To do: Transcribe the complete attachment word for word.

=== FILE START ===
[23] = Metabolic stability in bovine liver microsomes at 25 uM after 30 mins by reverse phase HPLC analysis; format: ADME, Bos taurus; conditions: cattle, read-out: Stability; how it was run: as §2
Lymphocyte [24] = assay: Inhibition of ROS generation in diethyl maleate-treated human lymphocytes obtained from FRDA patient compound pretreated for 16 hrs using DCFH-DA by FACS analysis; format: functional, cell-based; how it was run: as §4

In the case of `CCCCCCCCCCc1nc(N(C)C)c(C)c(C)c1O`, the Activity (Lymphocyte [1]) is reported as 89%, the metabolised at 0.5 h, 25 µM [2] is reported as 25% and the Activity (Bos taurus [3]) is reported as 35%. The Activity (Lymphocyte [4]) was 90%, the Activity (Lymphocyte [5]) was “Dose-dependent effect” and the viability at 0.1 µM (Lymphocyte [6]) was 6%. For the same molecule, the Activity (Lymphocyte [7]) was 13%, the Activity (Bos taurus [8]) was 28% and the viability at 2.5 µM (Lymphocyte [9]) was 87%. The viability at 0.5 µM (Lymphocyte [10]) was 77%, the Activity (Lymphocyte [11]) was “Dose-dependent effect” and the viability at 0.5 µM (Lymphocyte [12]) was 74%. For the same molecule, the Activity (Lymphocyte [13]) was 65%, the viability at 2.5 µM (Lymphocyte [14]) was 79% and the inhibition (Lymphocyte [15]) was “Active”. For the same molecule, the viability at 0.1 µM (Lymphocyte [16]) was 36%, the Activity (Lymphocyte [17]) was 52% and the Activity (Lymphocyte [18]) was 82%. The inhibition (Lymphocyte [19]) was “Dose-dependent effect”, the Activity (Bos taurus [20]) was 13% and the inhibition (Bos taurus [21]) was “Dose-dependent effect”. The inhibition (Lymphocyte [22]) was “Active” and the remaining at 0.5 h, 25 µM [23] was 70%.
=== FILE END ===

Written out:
[23] = Metabolic stability in bovine liver microsomes at 25 uM after 30 mins by reverse phase HPLC analysis; format: ADME, Bos taurus; conditions: cattle, read-out: Stability; how it was run: as §2
Lymphocyte [24] = assay: Inhibition of ROS generation in diethyl maleate-treated human lymphocytes obtained from FRDA patient compound pretreated for 16 hrs using DCFH-DA by FACS analysis; format: functional, cell-based; how it was run: as §4

In the case of `CCCCCCCCCCc1nc(N(C)C)c(C)c(C)c1O`, the Activity (Lymphocyte [1]) is reported as 89%, the metabolised at 0.5 h, 25 µM [2] is reported as 25% and the Activity (Bos taurus [3]) is reported as 35%. The Activity (Lymphocyte [4]) was 90%, the Activity (Lymphocyte [5]) was “Dose-dependent effect” and the viability at 0.1 µM (Lymphocyte [6]) was 6%. For the same molecule, the Activity (Lymphocyte [7]) was 13%, the Activity (Bos taurus [8]) was 28% and the viability at 2.5 µM (Lymphocyte [9]) was 87%. The viability at 0.5 µM (Lymphocyte [10]) was 77%, the Activity (Lymphocyte [11]) was “Dose-dependent effect” and the viability at 0.5 µM (Lymphocyte [12]) was 74%. For the same molecule, the Activity (Lymphocyte [13]) was 65%, the viability at 2.5 µM (Lymphocyte [14]) was 79% and the inhibition (Lymphocyte [15]) was “Active”. For the same molecule, the viability at 0.1 µM (Lymphocyte [16]) was 36%, the Activity (Lymphocyte [17]) was 52% and the Activity (Lymphocyte [18]) was 82%. The inhibition (Lymphocyte [19]) was “Dose-dependent effect”, the Activity (Bos taurus [20]) was 13% and the inhibition (Bos taurus [21]) was “Dose-dependent effect”. The inhibition (Lymphocyte [22]) was “Active” and the remaining at 0.5 h, 25 µM [23] was 70%.